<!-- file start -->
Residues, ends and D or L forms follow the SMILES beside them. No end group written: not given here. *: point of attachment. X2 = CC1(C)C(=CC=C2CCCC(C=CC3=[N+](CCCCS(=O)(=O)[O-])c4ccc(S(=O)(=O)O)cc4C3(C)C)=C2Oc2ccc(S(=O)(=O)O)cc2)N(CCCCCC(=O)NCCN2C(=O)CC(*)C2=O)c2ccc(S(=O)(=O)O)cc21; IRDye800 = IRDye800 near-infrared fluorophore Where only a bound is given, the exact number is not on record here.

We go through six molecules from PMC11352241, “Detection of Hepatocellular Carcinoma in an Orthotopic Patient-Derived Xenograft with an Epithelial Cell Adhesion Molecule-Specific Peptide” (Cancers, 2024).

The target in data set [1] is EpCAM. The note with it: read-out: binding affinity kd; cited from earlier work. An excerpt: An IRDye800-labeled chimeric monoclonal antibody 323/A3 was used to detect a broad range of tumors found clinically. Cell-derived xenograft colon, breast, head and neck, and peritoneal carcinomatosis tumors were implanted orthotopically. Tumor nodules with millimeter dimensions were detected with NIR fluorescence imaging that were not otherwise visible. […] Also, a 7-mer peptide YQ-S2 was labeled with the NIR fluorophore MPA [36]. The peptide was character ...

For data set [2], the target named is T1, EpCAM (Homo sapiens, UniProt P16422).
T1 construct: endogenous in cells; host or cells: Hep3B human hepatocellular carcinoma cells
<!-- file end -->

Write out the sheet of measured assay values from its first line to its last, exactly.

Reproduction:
Residues, ends and D or L forms follow the SMILES beside them. No end group written: not given here. *: point of attachment. X2 = CC1(C)C(=CC=C2CCCC(C=CC3=[N+](CCCCS(=O)(=O)[O-])c4ccc(S(=O)(=O)O)cc4C3(C)C)=C2Oc2ccc(S(=O)(=O)O)cc2)N(CCCCCC(=O)NCCN2C(=O)CC(*)C2=O)c2ccc(S(=O)(=O)O)cc21; IRDye800 = IRDye800 near-infrared fluorophore Where only a bound is given, the exact number is not on record here.

We go through six molecules from PMC11352241, “Detection of Hepatocellular Carcinoma in an Orthotopic Patient-Derived Xenograft with an Epithelial Cell Adhesion Molecule-Specific Peptide” (Cancers, 2024).

The target in data set [1] is EpCAM. The note with it: read-out: binding affinity kd; cited from earlier work. An excerpt: An IRDye800-labeled chimeric monoclonal antibody 323/A3 was used to detect a broad range of tumors found clinically. Cell-derived xenograft colon, breast, head and neck, and peritoneal carcinomatosis tumors were implanted orthotopically. Tumor nodules with millimeter dimensions were detected with NIR fluorescence imaging that were not otherwise visible. […] Also, a 7-mer peptide YQ-S2 was labeled with the NIR fluorophore MPA [36]. The peptide was character ...

For data set [2], the target named is T1, EpCAM (Homo sapiens, UniProt P16422).
T1 construct: endogenous in cells; host or cells: Hep3B human hepatocellular carcinoma cells